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By Denise Lugo
March 9 — Not-for-profit entities said disclosure requirements under the Financial Accounting Standards Board's new revenue rules have caused them to question whether they've been properly accounting for certain grants—primarily those from governments—that they have viewed as procurements, according to discussions by FASB's not-for-profit advisory committee (NAC).
Some NAC members March 7 and 8 said issuance of Revenue from Contracts with Customers (Topic 606) didn't cause the problem, but it heightened the need for clarity around certain terminology used to account for some grants. They noted that certain revenue disclosures don't seem relevant to certain grants or contracts that some entities have accounted for as procurements, but for which the grantor doesn't seem to be a customer.
NAC members were split, however, regarding whether FASB needs to add a project to its standard-setting agenda to clarify the rules.
Some felt improvements should be made to current guidance on distinguishing a “contribution” from a “procurement,” and a “condition” versus a “restriction.”
Others felt the diversity was a natural result of the topic and the board should allow nonprofits to assess their specific contracts and make the judgment of whether the grant should be accounted for as a contribution—meaning financial support or assistance—or a procurement and then just disclose what their accounting treatment is.
There's a level of ambiguity in the accounting for grants and contracts because many nonprofits use the words interchangeably, the discussions indicated. Some private nonprofit foundations use of the word “grants” to mean “a financial assistance arrangement” and “procurement contracts” to mean the purchase of services.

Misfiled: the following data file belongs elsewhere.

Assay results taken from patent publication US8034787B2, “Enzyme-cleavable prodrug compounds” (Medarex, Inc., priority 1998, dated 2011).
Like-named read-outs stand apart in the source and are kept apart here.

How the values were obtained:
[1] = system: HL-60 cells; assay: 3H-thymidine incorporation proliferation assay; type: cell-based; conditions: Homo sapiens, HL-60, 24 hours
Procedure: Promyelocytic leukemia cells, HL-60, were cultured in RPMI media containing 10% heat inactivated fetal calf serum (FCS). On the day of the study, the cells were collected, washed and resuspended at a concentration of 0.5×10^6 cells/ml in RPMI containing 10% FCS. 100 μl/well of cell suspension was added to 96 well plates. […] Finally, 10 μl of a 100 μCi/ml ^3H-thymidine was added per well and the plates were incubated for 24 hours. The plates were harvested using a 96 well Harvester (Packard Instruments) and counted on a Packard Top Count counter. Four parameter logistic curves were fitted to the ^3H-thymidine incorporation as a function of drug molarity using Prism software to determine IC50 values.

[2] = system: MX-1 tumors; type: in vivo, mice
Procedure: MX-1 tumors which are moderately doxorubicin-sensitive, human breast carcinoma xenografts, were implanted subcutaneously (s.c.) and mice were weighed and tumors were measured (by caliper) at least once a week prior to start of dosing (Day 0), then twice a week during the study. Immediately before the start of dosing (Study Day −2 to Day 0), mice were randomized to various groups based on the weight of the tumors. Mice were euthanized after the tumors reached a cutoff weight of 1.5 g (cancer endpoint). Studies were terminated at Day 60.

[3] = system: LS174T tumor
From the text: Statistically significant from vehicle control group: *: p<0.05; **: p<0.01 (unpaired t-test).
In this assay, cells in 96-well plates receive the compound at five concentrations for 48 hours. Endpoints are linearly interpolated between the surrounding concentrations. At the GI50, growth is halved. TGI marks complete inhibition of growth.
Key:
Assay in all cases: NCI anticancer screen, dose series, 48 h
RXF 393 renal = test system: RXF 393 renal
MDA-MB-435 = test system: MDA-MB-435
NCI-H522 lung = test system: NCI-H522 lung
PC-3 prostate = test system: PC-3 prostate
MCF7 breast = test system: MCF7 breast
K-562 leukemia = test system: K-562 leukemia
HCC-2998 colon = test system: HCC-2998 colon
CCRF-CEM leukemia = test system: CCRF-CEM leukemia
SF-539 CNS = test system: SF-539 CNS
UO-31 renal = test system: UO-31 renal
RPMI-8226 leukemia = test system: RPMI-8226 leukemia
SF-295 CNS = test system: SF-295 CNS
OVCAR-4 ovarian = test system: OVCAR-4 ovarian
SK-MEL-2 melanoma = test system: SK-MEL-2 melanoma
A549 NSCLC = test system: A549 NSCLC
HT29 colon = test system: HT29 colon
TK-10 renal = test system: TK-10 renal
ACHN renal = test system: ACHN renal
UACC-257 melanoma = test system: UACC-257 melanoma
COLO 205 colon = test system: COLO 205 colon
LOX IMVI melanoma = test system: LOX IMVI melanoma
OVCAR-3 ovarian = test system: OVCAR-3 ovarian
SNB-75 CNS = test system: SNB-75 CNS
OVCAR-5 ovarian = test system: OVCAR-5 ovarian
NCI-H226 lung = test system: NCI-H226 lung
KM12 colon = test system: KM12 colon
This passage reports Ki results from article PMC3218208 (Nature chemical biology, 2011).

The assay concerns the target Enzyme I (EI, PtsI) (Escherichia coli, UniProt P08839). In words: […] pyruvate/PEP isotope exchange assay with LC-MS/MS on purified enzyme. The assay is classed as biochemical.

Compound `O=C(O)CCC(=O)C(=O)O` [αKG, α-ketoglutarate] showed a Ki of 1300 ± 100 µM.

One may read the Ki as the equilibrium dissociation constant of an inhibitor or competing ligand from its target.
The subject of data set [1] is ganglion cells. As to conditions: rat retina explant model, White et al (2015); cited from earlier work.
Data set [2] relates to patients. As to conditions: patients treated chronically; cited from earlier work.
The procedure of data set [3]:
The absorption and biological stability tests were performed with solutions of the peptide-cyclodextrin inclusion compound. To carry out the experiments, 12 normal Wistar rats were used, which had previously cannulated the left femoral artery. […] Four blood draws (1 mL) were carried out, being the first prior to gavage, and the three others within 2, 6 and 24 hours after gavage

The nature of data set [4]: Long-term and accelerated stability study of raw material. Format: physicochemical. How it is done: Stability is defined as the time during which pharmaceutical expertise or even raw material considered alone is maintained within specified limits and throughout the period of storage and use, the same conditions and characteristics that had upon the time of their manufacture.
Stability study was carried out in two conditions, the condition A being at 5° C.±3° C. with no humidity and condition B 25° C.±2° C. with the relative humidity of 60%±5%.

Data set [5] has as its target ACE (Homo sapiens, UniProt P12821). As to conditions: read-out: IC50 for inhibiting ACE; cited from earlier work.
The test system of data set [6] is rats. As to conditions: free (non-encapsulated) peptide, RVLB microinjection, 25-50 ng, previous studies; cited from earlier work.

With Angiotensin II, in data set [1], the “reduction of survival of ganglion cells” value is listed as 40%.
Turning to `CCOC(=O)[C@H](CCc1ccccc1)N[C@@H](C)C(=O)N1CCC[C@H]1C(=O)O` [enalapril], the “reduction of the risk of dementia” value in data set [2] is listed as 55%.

Some nonprofits say in terms of federal government grants that they have difficulty determining whether the arrangement should be accounted for as a financial support arrangement—meaning contribution—or a procurement arrangement. For example, the government is generally thought of as the customer when it contracts with suppliers such as Boeing or Lockheed Martin.
But with a contract with a local nonprofit, the question arises as to whether it is a purchase of services or a financial assistance arrangement. Often the confusion occurs when the objective is to serve a societal need that is mutually beneficial to both the government and nonprofit in meeting a mission.
The area of grants and contracts—especially government grants and contracts—has been one of long standing concern among nonprofits. The issue was brought to FASB by the American Institute of CPAs nonprofit expert panel and its revenue recognition task force, and others.
The groups said there is difficulty and diversity in practice among nonprofits regarding whether certain grants, primarily those from governments, should be accounted for under (Topic 606) or whether they're more like a donation or contribution and therefore should be accounted for under FAS 116, Accounting for Contributions Received and Contributions Made, which has been codified as part of Topic 958.
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